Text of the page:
Who doesn’t love some extra cash lying around? Picking up odd jobs, like rideshare driving and walking dogs, gives you the flexibility to make money on your own time. Whether you do these odd jobs on the side or full-time, you may need to start managing your finances as an independent contractor.
It’s easy to get into odd jobs, but don’t overlook the necessary financial management to avoid playing catch-up when tax season rolls around. Here are five odd jobs for freelancers that could qualify for independent contractor status — meaning, they may need some relevant financial attention.
Odd Jobs for Freelancers
1. Walking Dogs
Are you a dog walker, but not quite ready to incorporate as a business owner? You may naturally group your earnings in the same savings account as your other income sources. But, if you exceed the yearly minimum of $600 to qualify for independent contractor status, you may have a hard time separating your earnings in the absence of a formal payment process. Avoid this havoc by creating a separate savings account to monitor what you make.
2. Fixing Appliances
If you regularly fix household appliances, you may want to open a business bank account to formalize payment acceptance. You’ll need to establish a Doing Business As (DBA) name, and possibly an Employer Identification Number (EIN). On the upside, an official name on your 1099 form will increase your company’s legitimacy. Don’t forget about the independent contractor work differentiators, though, which can include the need to use your own tools.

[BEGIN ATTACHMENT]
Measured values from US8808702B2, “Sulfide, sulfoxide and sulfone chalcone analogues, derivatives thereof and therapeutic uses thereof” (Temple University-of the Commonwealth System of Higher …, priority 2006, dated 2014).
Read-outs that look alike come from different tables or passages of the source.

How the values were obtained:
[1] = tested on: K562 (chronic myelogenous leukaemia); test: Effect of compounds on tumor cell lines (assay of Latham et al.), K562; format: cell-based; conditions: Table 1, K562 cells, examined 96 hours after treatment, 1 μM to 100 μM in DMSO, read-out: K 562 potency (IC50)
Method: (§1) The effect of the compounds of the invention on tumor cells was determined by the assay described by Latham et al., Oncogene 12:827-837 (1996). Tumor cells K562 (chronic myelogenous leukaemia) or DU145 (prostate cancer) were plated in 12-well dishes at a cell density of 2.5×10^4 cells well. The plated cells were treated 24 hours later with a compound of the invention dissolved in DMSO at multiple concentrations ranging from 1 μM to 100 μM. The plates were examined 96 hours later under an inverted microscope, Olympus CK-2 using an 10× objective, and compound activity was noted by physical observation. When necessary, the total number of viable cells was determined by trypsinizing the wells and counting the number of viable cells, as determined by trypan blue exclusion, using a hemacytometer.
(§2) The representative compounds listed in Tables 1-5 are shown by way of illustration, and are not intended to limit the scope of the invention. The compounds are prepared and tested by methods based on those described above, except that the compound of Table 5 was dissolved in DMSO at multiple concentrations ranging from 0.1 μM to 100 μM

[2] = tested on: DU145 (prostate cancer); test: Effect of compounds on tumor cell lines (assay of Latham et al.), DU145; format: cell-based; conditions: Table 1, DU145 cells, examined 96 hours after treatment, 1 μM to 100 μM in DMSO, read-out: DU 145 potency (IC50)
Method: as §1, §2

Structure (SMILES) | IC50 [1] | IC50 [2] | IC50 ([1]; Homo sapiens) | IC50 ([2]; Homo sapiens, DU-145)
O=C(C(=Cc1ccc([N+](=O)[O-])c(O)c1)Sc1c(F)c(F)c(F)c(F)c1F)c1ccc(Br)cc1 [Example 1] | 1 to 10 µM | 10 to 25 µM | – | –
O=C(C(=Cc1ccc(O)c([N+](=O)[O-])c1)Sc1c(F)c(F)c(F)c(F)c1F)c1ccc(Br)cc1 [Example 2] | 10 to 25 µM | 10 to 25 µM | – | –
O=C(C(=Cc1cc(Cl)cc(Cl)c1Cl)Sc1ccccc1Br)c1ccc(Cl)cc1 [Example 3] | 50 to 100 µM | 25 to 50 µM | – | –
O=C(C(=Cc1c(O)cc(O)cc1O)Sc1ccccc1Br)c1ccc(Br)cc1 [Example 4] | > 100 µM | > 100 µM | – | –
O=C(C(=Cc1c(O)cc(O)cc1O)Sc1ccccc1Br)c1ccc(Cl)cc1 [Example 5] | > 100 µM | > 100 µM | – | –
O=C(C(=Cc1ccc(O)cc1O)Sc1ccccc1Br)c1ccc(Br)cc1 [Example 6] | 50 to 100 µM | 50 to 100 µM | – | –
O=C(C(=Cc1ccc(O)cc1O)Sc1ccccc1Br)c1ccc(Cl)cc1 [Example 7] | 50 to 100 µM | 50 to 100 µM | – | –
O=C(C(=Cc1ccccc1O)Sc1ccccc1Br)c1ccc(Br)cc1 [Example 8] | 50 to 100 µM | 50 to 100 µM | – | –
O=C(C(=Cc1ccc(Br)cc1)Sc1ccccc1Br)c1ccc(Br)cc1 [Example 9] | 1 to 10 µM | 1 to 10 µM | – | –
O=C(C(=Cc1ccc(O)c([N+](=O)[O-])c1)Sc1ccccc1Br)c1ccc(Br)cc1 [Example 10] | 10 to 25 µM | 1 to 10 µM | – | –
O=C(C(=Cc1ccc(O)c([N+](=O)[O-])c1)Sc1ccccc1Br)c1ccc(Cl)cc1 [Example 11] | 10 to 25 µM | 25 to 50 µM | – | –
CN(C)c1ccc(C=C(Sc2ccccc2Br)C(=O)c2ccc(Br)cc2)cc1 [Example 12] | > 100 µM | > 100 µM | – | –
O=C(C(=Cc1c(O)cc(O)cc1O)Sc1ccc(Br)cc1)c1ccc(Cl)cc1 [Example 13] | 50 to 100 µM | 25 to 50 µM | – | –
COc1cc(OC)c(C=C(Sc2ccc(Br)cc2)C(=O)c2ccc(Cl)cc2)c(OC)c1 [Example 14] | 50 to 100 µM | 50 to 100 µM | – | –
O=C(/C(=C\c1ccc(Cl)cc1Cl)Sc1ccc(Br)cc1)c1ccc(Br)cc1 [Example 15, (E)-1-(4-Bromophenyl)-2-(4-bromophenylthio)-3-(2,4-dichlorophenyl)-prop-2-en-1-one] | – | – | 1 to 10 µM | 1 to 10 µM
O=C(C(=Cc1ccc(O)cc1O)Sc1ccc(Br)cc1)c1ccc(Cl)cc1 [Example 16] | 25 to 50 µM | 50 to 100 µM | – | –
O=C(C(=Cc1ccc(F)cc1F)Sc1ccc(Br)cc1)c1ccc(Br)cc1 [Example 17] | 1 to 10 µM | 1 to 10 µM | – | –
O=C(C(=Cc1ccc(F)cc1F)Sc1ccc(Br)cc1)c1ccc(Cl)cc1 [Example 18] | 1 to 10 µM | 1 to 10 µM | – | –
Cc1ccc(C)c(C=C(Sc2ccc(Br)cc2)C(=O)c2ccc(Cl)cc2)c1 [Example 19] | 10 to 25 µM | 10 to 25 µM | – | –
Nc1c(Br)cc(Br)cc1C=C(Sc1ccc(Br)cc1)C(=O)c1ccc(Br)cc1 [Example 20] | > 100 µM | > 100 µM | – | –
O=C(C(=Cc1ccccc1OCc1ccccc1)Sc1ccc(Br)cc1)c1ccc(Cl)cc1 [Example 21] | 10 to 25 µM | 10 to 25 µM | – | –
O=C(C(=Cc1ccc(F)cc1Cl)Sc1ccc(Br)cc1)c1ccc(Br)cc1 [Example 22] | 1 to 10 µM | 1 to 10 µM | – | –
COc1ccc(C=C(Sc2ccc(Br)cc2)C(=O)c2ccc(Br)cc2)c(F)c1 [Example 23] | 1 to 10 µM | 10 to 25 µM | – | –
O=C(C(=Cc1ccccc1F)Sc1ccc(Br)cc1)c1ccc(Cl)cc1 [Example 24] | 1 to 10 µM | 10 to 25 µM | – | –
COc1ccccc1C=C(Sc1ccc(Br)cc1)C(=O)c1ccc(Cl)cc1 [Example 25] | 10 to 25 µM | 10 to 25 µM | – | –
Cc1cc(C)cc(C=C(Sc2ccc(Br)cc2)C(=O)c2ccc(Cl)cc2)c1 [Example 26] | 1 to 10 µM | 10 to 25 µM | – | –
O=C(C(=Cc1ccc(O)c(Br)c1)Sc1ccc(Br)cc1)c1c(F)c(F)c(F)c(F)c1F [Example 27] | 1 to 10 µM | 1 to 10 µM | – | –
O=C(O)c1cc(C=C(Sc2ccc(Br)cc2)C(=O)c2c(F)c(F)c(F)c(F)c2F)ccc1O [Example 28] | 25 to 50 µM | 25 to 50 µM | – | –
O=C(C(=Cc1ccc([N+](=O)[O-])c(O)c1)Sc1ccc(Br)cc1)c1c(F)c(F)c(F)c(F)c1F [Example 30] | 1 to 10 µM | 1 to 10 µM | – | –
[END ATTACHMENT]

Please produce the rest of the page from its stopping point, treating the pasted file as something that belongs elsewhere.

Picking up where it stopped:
3. Grooming Lawns
Another key consideration independent contractors have to remember is the potential for inconsistent earnings. Those involved in lawn care could see business dry up during seasonal changes. You’ll likely account for this with additional income sources, but building up a solid savings buffer can help you handle fluctuations in business. Common practice is to save about 20 percent of your income to rely on if your finances get tight.
4. Rideshare Driving
Making money from the comfort of your car? Technically, you’re an independent contractor when you drive for a rideshare service. You should receive a 1099 form around tax season to file your earnings. You can also get tax deductions for using your car as a business, including gas, oil, repairs and other maintenance needs. Don’t forget that you can receive the standard IRS mileage deduction, currently 53.5 cents per mile.
5. Tailoring Clothes
Mending, altering or sewing clothing is a stable source of income for the crafty. Once you create a steady stream of business, you may want to incorporate as a Limited Liability Company (LLC). This brings tax benefits through clear business ownership, like avoiding corporate income tax, since any earnings go directly to you as the owner.
There are many odd jobs like these that unexpectedly qualify for independent contractor status. Don’t let too much time pass before streamlining your finances and saving efficiently to get the benefits. It might seem daunting to get started, but it’s fairly straightforward — and will make your life much easier when it comes to tax season.